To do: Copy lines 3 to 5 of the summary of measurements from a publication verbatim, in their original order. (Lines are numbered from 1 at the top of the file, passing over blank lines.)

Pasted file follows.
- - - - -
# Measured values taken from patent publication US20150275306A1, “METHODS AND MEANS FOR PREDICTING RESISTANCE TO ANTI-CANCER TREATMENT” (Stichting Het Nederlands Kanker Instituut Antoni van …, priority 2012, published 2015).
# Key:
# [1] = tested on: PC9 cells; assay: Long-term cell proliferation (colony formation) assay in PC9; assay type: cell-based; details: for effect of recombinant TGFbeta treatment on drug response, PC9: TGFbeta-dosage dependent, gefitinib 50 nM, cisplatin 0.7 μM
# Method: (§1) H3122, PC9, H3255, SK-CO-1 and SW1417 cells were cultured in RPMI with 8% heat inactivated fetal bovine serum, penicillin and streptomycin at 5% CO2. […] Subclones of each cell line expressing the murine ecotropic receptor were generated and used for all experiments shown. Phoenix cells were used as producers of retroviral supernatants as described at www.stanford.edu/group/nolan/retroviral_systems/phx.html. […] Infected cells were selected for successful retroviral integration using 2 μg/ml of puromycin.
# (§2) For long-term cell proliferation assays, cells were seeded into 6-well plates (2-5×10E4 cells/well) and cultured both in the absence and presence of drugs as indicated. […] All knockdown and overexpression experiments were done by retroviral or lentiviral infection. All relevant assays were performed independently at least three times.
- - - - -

# [1] = tested on: PC9 cells; assay: Long-term cell proliferation (colony formation) assay in PC9; assay type: cell-based; details: for effect of recombinant TGFbeta treatment on drug response, PC9: TGFbeta-dosage dependent, gefitinib 50 nM, cisplatin 0.7 μM
# Method: (§1) H3122, PC9, H3255, SK-CO-1 and SW1417 cells were cultured in RPMI with 8% heat inactivated fetal bovine serum, penicillin and streptomycin at 5% CO2. […] Subclones of each cell line expressing the murine ecotropic receptor were generated and used for all experiments shown. Phoenix cells were used as producers of retroviral supernatants as described at www.stanford.edu/group/nolan/retroviral_systems/phx.html. […] Infected cells were selected for successful retroviral integration using 2 μg/ml of puromycin.
# (§2) For long-term cell proliferation assays, cells were seeded into 6-well plates (2-5×10E4 cells/well) and cultured both in the absence and presence of drugs as indicated. […] All knockdown and overexpression experiments were done by retroviral or lentiviral infection. All relevant assays were performed independently at least three times.